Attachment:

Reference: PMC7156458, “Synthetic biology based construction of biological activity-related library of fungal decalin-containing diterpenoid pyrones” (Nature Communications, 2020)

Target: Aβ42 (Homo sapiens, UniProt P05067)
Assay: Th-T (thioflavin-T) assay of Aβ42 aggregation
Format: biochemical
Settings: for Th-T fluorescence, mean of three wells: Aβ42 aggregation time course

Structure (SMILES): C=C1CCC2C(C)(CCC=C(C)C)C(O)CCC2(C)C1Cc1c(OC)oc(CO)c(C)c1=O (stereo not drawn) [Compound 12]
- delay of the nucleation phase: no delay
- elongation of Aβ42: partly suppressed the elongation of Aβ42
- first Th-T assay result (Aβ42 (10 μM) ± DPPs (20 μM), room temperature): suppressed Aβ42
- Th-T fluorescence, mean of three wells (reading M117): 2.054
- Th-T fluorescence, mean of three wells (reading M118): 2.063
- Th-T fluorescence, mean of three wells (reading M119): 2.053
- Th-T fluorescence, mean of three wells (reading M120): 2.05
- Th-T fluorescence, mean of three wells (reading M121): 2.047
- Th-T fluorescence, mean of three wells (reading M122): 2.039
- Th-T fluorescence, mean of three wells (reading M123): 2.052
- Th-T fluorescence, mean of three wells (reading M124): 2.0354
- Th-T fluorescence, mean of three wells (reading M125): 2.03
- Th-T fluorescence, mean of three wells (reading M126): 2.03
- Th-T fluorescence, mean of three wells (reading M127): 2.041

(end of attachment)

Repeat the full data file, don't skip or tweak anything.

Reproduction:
Reference: PMC7156458, “Synthetic biology based construction of biological activity-related library of fungal decalin-containing diterpenoid pyrones” (Nature Communications, 2020)

Target: Aβ42 (Homo sapiens, UniProt P05067)
Assay: Th-T (thioflavin-T) assay of Aβ42 aggregation
Format: biochemical
Settings: for Th-T fluorescence, mean of three wells: Aβ42 aggregation time course

Structure (SMILES): C=C1CCC2C(C)(CCC=C(C)C)C(O)CCC2(C)C1Cc1c(OC)oc(CO)c(C)c1=O (stereo not drawn) [Compound 12]
- delay of the nucleation phase: no delay
- elongation of Aβ42: partly suppressed the elongation of Aβ42
- first Th-T assay result (Aβ42 (10 μM) ± DPPs (20 μM), room temperature): suppressed Aβ42
- Th-T fluorescence, mean of three wells (reading M117): 2.054
- Th-T fluorescence, mean of three wells (reading M118): 2.063
- Th-T fluorescence, mean of three wells (reading M119): 2.053
- Th-T fluorescence, mean of three wells (reading M120): 2.05
- Th-T fluorescence, mean of three wells (reading M121): 2.047
- Th-T fluorescence, mean of three wells (reading M122): 2.039
- Th-T fluorescence, mean of three wells (reading M123): 2.052
- Th-T fluorescence, mean of three wells (reading M124): 2.0354
- Th-T fluorescence, mean of three wells (reading M125): 2.03
- Th-T fluorescence, mean of three wells (reading M126): 2.03
- Th-T fluorescence, mean of three wells (reading M127): 2.041